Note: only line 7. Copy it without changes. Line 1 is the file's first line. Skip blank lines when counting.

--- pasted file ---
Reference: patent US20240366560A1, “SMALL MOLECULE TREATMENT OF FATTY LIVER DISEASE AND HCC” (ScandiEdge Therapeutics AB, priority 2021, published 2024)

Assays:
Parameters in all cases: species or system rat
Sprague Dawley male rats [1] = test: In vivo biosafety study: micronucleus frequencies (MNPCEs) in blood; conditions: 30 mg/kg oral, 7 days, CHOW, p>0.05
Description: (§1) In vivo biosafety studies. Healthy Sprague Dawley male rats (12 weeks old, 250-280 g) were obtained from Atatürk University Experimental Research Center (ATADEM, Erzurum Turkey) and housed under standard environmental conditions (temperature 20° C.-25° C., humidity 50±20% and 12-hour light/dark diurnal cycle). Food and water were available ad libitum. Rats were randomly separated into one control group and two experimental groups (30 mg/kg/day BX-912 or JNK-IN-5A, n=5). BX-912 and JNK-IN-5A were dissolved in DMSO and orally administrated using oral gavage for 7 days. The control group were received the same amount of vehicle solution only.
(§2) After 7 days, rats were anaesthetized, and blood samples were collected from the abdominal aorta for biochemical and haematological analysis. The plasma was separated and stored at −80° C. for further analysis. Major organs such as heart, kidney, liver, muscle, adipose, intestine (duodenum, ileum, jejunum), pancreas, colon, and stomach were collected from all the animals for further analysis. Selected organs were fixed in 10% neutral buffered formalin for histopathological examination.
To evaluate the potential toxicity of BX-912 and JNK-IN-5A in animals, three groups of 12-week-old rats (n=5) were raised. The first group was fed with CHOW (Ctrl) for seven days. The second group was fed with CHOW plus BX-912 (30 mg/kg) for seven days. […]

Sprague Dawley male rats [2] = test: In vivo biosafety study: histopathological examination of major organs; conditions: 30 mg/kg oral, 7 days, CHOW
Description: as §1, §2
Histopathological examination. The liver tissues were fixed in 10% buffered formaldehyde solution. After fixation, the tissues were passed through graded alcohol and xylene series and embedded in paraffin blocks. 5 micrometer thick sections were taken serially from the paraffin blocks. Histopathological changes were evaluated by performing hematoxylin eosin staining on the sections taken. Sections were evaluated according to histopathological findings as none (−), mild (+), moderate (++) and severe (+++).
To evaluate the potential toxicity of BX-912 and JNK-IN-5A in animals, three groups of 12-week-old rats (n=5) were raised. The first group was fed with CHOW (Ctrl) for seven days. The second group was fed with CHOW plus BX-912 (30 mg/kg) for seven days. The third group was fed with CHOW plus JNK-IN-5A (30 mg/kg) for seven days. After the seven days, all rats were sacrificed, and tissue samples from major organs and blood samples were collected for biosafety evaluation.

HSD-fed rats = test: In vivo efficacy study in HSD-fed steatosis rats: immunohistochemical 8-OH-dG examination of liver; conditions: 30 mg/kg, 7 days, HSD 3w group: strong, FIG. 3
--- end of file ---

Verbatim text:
To evaluate the potential toxicity of BX-912 and JNK-IN-5A in animals, three groups of 12-week-old rats (n=5) were raised. The first group was fed with CHOW (Ctrl) for seven days. The second group was fed with CHOW plus BX-912 (30 mg/kg) for seven days. […]